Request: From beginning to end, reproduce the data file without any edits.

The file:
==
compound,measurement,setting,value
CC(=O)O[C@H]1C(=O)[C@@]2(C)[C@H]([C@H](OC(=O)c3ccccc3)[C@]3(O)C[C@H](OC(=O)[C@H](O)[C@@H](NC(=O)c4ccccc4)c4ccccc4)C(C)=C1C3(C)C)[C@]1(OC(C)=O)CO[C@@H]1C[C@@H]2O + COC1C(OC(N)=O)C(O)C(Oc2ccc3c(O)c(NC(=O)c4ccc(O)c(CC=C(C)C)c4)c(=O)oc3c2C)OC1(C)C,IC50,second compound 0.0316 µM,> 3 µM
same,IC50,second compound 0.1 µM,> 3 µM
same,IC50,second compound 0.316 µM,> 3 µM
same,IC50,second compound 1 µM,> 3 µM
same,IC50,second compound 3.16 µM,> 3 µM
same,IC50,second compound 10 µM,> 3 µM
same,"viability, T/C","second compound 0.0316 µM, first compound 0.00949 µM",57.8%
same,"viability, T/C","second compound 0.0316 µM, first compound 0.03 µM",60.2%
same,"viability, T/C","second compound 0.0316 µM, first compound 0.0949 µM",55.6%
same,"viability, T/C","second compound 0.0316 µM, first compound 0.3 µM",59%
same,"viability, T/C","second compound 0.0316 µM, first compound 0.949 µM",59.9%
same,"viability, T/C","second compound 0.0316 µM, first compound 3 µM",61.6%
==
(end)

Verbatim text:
compound,measurement,setting,value
CC(=O)O[C@H]1C(=O)[C@@]2(C)[C@H]([C@H](OC(=O)c3ccccc3)[C@]3(O)C[C@H](OC(=O)[C@H](O)[C@@H](NC(=O)c4ccccc4)c4ccccc4)C(C)=C1C3(C)C)[C@]1(OC(C)=O)CO[C@@H]1C[C@@H]2O + COC1C(OC(N)=O)C(O)C(Oc2ccc3c(O)c(NC(=O)c4ccc(O)c(CC=C(C)C)c4)c(=O)oc3c2C)OC1(C)C,IC50,second compound 0.0316 µM,> 3 µM
same,IC50,second compound 0.1 µM,> 3 µM
same,IC50,second compound 0.316 µM,> 3 µM
same,IC50,second compound 1 µM,> 3 µM
same,IC50,second compound 3.16 µM,> 3 µM
same,IC50,second compound 10 µM,> 3 µM
same,"viability, T/C","second compound 0.0316 µM, first compound 0.00949 µM",57.8%
same,"viability, T/C","second compound 0.0316 µM, first compound 0.03 µM",60.2%
same,"viability, T/C","second compound 0.0316 µM, first compound 0.0949 µM",55.6%
same,"viability, T/C","second compound 0.0316 µM, first compound 0.3 µM",59%
same,"viability, T/C","second compound 0.0316 µM, first compound 0.949 µM",59.9%
same,"viability, T/C","second compound 0.0316 µM, first compound 3 µM",61.6%